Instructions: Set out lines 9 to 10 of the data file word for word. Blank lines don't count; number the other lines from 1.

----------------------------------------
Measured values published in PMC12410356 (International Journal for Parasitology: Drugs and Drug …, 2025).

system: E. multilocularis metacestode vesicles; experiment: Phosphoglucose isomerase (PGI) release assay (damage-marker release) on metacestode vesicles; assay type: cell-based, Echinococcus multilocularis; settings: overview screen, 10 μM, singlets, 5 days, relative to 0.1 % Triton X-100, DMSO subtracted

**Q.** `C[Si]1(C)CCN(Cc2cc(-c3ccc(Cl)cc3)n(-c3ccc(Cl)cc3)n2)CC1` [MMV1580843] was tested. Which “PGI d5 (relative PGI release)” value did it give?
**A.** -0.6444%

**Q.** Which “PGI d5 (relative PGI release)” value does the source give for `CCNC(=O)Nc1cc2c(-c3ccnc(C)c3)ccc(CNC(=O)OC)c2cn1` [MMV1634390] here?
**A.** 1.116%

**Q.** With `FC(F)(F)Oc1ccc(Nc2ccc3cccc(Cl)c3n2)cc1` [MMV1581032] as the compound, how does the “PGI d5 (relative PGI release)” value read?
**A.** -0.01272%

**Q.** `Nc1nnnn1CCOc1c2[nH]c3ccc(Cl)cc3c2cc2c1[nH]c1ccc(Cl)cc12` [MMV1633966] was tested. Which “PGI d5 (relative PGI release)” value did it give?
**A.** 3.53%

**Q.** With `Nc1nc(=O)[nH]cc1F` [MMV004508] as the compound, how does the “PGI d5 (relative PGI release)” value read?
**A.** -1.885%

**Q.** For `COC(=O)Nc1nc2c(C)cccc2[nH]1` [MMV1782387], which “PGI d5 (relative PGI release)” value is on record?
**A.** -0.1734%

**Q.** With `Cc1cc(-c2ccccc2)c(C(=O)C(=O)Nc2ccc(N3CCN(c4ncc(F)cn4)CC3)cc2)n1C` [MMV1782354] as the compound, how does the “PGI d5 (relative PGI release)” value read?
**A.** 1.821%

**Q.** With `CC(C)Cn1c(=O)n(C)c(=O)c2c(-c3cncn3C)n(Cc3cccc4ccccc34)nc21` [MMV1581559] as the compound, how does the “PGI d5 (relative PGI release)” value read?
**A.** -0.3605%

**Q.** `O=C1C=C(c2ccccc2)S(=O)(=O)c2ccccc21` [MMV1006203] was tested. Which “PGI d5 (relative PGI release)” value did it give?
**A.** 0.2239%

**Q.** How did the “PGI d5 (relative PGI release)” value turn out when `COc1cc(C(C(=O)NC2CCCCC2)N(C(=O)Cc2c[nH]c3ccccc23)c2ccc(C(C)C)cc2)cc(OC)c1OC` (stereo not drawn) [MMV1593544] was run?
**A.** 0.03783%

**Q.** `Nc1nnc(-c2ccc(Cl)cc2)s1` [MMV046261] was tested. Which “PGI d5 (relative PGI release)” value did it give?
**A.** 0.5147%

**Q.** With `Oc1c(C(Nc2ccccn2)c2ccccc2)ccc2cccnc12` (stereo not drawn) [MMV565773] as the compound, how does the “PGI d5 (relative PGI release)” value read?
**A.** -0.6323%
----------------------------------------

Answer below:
**Q.** `Nc1nnnn1CCOc1c2[nH]c3ccc(Cl)cc3c2cc2c1[nH]c1ccc(Cl)cc12` [MMV1633966] was tested. Which “PGI d5 (relative PGI release)” value did it give?
**A.** 3.53%